Jun 09, 2017 Virginia criminal defense – Avoid others getting contraband anywhere near you
Yesterday, the Virginia Supreme Court provided another example for the soundness of my warning about letting anybody in your car who might leave contraband there.
When police stop a car for an alleged moving violation, occupants possessing illegal drugs or unlawfully possessed weapons might have a penchant for throwing that contraband as far away from them as possible (and, in the process, towards other(s) in the car), to avoid a search that will turn up that contraband on them. When a person sees an unlocked car and feels law enforcement closing in on them, the person might ditch contraband in the unlocked car. When a person borrows a car, s/he might leave his or her contraband inside the car for later retrieval, so as not to be walking around with contraband.
Assuming that Joshua Charles Moseley was innocent of his conviction for two counts of burglary, he would have benefited nicely by following my advice to beware who has access to your car — and whose car you borrow, for that matter — rather than letting it be left parked in an apartment complex with the windows down, keys in the car, and, in the center console, jewelry that had been burglarized both around seven hours or more earlier, and two weeks earlier. Virginia v. Moseley, ___ Va. ___ (June 8, 2017). The car that Moseley regularly drove but did not own was caught in that scenario.
The scenario in the above paragraph does not sound like evidence sufficient to prove the two burglaries against Moseley beyond a reasonable doubt, even when considering that a police officer saw him in the same car on the same block as the first burglary within three hours after the burglary or two hours before the burglary, he had grocers’-suitable gloves in his pocket on a hot day, and a bill and his license were found in the car along with the jewelry. Clearly, Moseley was not the only person in the neighborhood of the first burglary on the date of that burglary. Clearly, people use such gloves for gardening and numerous other innocent reasons in the warm weather. Clearly, if Moseley had still been using the vehicle and left the windows open and his belongings therein, he was at risk of that the burglar might ditch the jewelry inside. Clearly, Moseley’s lawyers suggestion at trial that Moseley might no longer have been the main user of the car at the time the car was seized was not the only argument of reasonable doubt as opposed to the other’s above.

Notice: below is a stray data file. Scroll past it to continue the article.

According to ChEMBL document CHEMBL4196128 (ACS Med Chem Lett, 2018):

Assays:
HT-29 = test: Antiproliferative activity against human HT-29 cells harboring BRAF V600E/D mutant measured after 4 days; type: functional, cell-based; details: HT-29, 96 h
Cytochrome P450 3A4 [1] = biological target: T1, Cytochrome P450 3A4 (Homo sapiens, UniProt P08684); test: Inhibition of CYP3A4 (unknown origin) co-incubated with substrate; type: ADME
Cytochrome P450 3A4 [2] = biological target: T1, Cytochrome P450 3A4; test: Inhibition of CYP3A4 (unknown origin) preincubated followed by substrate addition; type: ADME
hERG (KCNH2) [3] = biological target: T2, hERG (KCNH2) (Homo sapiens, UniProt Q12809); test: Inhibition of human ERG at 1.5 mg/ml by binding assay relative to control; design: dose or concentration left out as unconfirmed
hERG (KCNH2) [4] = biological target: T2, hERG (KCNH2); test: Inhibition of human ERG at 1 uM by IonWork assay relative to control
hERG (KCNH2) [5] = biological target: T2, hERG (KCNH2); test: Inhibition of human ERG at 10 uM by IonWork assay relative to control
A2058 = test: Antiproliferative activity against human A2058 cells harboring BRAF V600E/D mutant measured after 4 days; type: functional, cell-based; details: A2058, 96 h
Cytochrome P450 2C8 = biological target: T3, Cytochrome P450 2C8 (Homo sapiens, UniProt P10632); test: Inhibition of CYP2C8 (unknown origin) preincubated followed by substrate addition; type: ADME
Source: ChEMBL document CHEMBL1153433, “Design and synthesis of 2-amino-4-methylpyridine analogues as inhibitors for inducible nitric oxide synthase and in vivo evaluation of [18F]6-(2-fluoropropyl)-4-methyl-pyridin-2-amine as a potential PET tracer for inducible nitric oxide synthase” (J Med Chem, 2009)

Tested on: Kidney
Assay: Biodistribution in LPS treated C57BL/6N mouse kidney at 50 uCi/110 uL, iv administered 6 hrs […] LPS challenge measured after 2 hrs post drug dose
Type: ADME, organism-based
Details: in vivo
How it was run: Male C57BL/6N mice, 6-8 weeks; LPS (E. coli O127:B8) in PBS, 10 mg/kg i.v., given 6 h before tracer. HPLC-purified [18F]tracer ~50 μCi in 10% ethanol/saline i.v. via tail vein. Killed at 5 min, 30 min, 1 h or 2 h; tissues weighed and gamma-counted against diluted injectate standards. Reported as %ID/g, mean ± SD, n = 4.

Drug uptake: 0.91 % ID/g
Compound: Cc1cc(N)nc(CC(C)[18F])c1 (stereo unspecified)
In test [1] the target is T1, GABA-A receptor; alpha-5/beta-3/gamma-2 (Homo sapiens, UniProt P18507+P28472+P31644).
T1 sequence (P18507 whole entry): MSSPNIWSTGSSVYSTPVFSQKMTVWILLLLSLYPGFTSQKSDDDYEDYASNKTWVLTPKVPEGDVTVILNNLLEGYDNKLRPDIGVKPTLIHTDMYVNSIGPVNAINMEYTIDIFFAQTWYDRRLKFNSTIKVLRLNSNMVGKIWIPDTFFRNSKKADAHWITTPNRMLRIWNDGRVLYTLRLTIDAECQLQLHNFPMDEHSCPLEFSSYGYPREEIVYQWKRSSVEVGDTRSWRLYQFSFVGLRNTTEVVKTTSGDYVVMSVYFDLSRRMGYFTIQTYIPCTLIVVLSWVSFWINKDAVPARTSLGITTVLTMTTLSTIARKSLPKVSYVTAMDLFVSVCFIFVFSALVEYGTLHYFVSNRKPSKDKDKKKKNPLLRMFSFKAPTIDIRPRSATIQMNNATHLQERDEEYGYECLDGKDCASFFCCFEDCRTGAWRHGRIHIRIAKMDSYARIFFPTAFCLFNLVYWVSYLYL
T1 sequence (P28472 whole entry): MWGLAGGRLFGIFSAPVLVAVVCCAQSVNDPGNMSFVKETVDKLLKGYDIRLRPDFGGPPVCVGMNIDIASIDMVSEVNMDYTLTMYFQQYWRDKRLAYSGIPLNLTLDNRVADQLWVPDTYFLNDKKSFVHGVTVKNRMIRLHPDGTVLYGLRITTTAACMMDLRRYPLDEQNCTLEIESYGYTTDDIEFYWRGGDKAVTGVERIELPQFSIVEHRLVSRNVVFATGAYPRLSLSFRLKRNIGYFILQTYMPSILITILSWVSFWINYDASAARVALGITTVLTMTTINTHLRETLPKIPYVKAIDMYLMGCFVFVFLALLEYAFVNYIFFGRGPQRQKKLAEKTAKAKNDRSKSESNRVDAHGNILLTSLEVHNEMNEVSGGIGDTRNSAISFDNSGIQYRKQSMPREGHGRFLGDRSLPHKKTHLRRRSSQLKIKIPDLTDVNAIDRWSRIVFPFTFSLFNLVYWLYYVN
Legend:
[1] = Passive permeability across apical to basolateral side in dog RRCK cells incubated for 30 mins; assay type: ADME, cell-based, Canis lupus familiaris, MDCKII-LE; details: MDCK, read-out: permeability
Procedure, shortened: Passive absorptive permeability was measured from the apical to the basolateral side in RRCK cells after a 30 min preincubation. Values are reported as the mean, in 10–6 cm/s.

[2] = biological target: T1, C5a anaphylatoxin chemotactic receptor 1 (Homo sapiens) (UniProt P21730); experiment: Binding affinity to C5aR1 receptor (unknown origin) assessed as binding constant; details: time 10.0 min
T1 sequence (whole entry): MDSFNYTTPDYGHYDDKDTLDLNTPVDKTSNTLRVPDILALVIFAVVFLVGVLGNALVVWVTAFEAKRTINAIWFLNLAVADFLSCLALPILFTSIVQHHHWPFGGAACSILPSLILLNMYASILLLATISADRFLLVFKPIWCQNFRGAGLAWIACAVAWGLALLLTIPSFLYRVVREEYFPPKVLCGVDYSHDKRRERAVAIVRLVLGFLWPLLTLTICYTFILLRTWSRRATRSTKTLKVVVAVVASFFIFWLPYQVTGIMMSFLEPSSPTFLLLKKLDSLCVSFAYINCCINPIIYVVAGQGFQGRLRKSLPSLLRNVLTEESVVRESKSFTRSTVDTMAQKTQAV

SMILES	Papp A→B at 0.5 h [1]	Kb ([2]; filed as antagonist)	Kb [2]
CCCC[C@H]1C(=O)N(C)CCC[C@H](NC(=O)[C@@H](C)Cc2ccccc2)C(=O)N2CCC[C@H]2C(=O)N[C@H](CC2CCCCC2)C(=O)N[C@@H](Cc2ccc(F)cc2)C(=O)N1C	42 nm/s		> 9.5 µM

Guess again. The trial court nevertheless convicted Moseley at a bench trial, the Virginia Court of Appeals wisely reversed for insufficient evidence, but the Virginia Supreme Court in an opinion by the chief judge affirmed his conviction, with but one dissenter.
Virginia is the state where I both work and live. I am not proud at all about this wrongly-decided state Supreme Court case. However, my displeasure means little. The United States Supreme Court is not going to take up this case. The Virginia Supreme Court will not disturb Moseley, at least not for years to come. The statutory law is not going to be updated to fix the precedential damage done by Moseley, and no state Constitutional fix will be in the works either. Moseley’s conviction is final, and Moseley will be the damaging caselaw of the Commonwealth of Virginia for decades to come.
Here is the law confirmed by and basics we get from Moseley:
– One who possesses recently burglarized property can be convicted of the burglary.
– One who regularly uses a vehicle — even without owning that vehicle — can get convicted for contraband found in that vehicle, even if the contraband is found therein long after the regular user was ever seen inside the vehicle.
– Beware whom you let borrow your vehicle. Beware whom you let in your vehicle.
– For that matter, beware whom you are near at a party, a house gathering, or at a hotel or motel room. If the police enter and find any contraband there or in the car all of you are in, the police may dragnet everyone into a search and let the prosecutor and defense lawyers sort out the rest.
Welcome to Virginia, the Commonwealth whose state Supreme Court caselaw makes it too easy for the innocent to be convicted at trial.